Karnataka High Court: While deciding the instant petition for quashment of complaint, the Bench of Suraj Govindaraj, J., held that in the instant case where it has been alleged that the petitioner (a doctor) had conducted the sex change operation upon a minor without their consent, such allegations are not something that can be considered by the High Court under Section 482, CrPC and should be strictly left open for trial, with the petitioner having the liberty to raise appropriate defense.
Facts and Contentions: A complaint was filed on 11-02-2018 whereby it was alleged that the petitioner had conducted a sex change operation on the complainant’s grandchild and had changed his sex from male to female. There are other allegations which have been levied upon the petitioner, such as kidnapping and offences under Section 376, IPC and Sections 6 and 21 of the Protection of Children from Sexual Offences Act, 2012.
The counsel for the petitioner argued that the petitioner is a doctor, who has wrongfully been implicated in the matter. It was submitted that the petitioner has not performed any operation as alleged or otherwise; furthermore, no criminal prosecution could be initiated against the petitioner, without following the guidelines laid down by in Jacob Mathew v. State of Punjab, (2005) 6 SCC 1, which had stated that unless there is a credible opinion given by another doctor against the accused doctor, no criminal case ought to be registered against such doctor.
Per contra, the respondents argued that the instant case is not about medical negligence. The allegations are regarding a forcible sex change operation, which is a criminal offence both under the IPC and under the POCSO Act.
Observations and Decision: Perusing the allegations and contentions, the Court noted that allegations of forcible sex- change operation has been made against the petitioner and the investigations are ongoing for the same. Several parties have been implicated in the charge sheet, many of whom are transgenders, who also alleged to have got a forcible sex change operation, so that they can be used for extortion and prostitution.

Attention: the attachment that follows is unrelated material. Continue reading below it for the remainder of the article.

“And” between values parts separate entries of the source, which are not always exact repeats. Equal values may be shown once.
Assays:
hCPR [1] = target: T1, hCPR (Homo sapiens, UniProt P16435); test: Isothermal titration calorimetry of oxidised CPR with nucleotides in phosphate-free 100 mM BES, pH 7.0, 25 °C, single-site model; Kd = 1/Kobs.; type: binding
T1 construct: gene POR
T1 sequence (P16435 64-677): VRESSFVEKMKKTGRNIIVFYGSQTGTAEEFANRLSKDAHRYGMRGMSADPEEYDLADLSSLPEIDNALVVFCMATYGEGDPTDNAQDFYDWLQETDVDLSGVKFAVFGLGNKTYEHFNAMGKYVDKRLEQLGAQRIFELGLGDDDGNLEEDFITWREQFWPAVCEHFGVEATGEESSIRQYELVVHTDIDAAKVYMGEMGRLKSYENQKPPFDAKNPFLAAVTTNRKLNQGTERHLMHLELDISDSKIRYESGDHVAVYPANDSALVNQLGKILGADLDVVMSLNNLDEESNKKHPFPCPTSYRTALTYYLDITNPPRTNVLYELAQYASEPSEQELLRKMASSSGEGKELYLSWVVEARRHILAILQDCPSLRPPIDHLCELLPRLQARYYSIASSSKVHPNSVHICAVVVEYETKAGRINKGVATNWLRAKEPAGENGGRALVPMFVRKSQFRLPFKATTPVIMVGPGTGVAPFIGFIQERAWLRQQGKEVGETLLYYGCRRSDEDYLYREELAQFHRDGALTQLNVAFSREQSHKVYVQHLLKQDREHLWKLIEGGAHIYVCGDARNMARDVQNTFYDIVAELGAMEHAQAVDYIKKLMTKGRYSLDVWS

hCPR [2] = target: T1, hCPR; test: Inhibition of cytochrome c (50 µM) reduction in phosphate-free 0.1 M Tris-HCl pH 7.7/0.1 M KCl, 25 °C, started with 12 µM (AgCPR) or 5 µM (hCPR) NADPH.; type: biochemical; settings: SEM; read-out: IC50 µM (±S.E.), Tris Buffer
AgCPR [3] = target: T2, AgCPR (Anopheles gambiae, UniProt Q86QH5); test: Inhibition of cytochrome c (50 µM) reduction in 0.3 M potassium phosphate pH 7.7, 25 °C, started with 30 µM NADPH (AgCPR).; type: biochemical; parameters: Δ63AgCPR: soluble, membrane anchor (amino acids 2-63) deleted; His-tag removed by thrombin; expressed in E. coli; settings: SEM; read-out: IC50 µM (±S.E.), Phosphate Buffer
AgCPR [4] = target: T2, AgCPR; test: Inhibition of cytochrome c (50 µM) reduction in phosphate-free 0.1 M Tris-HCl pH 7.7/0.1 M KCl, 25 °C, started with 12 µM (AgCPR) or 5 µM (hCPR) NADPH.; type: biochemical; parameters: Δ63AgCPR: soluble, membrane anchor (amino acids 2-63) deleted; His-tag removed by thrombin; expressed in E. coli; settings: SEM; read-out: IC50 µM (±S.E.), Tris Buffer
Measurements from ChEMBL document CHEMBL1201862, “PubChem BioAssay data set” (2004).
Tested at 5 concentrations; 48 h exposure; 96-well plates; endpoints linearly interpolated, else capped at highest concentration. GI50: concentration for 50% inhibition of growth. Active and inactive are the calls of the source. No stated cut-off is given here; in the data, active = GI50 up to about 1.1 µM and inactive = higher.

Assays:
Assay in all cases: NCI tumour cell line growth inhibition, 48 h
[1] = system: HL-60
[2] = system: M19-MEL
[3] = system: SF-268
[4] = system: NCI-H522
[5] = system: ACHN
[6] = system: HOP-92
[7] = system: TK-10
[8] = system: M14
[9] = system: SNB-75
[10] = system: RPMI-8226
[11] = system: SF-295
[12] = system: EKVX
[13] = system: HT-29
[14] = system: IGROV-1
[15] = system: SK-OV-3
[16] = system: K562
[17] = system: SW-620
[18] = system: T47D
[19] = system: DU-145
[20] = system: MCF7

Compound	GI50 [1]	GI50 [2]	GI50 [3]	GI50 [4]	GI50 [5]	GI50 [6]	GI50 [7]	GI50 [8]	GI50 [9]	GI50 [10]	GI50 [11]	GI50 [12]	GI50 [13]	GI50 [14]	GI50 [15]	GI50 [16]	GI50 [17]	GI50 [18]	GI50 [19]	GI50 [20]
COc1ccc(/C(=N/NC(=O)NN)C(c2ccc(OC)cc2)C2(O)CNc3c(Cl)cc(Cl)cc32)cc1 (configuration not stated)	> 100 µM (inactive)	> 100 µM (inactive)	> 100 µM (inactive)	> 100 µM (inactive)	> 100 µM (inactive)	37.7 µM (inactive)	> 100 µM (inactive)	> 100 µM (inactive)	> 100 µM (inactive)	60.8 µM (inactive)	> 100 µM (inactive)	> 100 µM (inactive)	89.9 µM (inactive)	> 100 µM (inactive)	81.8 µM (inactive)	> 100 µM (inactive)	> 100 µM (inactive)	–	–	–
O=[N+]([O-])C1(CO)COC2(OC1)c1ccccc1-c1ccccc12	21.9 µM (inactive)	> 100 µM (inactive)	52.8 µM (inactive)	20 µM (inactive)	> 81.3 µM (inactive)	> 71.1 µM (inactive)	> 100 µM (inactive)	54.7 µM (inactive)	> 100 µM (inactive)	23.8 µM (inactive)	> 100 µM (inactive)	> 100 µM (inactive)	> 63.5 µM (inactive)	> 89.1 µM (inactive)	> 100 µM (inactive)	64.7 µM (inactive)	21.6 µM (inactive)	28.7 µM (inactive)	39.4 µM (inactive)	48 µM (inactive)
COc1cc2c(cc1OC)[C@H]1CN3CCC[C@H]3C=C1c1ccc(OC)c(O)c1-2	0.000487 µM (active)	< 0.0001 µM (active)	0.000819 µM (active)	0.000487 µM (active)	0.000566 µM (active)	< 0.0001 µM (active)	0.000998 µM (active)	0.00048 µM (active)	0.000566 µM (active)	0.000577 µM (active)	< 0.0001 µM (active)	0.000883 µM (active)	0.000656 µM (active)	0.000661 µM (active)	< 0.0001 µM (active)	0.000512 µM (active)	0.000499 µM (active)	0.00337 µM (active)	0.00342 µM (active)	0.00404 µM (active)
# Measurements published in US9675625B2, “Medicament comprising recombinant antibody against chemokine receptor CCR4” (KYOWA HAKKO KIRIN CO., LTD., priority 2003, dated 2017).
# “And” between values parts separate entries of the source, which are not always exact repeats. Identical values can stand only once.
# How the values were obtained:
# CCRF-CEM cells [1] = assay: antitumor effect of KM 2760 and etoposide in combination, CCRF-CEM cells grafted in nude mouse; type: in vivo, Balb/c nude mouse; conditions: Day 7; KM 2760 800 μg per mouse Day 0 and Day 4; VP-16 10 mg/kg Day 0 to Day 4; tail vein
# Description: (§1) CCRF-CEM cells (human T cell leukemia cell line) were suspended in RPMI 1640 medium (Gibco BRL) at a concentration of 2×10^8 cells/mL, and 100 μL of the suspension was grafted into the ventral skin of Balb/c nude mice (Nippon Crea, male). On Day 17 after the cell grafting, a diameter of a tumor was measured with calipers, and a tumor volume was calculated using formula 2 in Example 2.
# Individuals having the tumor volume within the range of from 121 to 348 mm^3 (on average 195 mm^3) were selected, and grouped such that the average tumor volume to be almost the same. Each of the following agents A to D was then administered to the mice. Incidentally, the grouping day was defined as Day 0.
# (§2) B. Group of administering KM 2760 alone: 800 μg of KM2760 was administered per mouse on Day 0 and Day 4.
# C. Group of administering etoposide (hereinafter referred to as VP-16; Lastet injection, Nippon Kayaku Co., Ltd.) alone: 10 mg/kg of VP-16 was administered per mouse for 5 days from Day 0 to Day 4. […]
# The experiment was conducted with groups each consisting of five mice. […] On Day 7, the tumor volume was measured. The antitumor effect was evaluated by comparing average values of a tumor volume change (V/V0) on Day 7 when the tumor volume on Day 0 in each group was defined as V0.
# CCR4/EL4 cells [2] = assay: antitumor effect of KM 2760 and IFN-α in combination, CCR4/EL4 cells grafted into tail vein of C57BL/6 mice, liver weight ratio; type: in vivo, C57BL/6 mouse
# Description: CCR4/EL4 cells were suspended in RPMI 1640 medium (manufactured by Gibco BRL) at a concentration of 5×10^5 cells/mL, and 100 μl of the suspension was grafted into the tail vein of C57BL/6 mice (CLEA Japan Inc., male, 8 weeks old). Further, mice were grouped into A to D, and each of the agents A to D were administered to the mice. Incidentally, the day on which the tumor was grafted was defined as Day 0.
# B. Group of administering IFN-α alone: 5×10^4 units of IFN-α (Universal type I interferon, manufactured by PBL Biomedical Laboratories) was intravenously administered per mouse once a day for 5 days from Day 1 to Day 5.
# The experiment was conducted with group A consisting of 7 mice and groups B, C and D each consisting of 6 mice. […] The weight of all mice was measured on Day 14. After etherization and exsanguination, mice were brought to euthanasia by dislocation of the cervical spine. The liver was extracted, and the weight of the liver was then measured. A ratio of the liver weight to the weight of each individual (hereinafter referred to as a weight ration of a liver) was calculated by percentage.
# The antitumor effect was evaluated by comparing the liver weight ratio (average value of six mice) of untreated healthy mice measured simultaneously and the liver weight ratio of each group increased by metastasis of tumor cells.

The Court further observed that guidelines in the Jacob Mathew case are applicable when there is an alleged criminal negligence on part of a doctor and opinion of another doctor is required to establish such criminal rashness or negligence. The Court pointed out that in the instant case, no allegations of medical negligence have been made against the petitioner.
With the afore-stated observations, the Court noted that, “I am unable to come to a conclusion that there are no offences which have been made out, there are no grounds which have been made out for quashing of the proceedings, as such“.
Holding that the allegations must be strictly left for trial; the Court dismissed the instant petition.
[Dr. Anitha Patil v. State of Karnataka, 2022 SCC OnLine Kar 1487, decided on 24-08-2022]
Advocates who appeared in this case:
Vijetha R. Naik, Advocate, for the Petitioner;
Mahesh Shetty, HCGP, Advocate, for the Respondent.
*Sucheta Sarkar, Editorial Assistant has prepared this brief.